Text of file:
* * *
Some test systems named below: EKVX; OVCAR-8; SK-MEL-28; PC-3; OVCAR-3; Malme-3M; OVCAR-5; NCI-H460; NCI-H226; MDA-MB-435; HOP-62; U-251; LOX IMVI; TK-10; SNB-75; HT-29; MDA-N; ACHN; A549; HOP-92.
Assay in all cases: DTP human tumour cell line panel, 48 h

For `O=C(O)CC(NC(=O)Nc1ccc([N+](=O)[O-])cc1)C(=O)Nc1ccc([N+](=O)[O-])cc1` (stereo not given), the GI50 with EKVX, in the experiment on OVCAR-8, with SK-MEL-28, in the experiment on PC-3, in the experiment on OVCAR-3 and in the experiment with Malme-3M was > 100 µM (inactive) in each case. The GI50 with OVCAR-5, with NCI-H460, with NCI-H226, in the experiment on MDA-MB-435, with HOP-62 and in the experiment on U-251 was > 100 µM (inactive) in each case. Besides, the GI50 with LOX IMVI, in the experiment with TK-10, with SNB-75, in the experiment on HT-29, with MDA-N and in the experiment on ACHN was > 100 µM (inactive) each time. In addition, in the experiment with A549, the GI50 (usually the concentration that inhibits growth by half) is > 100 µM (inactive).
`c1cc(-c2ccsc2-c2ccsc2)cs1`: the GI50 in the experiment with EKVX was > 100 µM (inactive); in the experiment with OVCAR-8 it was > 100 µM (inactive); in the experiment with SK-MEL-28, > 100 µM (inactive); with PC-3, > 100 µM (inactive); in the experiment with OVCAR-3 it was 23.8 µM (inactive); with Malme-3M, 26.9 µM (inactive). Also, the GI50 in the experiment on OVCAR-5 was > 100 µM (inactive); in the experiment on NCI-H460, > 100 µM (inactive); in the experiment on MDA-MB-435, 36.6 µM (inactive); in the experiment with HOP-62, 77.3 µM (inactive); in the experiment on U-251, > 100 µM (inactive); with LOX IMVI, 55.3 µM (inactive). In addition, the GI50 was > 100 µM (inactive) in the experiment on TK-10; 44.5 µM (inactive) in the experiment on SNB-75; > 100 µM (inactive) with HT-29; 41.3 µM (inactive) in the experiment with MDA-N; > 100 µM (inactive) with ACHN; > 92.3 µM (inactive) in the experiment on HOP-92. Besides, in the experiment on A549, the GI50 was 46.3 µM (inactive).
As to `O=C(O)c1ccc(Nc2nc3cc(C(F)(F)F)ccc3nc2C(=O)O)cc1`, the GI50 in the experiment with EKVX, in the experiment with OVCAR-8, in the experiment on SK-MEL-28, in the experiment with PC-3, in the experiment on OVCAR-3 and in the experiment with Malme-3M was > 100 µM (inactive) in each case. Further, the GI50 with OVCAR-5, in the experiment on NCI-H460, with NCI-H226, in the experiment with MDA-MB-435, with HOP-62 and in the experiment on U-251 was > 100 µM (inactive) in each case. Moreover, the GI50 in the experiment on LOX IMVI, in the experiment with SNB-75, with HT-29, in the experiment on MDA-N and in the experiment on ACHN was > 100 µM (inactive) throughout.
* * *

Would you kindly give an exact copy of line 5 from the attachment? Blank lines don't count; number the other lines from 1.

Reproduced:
As to `O=C(O)c1ccc(Nc2nc3cc(C(F)(F)F)ccc3nc2C(=O)O)cc1`, the GI50 in the experiment with EKVX, in the experiment with OVCAR-8, in the experiment on SK-MEL-28, in the experiment with PC-3, in the experiment on OVCAR-3 and in the experiment with Malme-3M was > 100 µM (inactive) in each case. Further, the GI50 with OVCAR-5, in the experiment on NCI-H460, with NCI-H226, in the experiment with MDA-MB-435, with HOP-62 and in the experiment on U-251 was > 100 µM (inactive) in each case. Moreover, the GI50 in the experiment on LOX IMVI, in the experiment with SNB-75, with HT-29, in the experiment on MDA-N and in the experiment on ACHN was > 100 µM (inactive) throughout.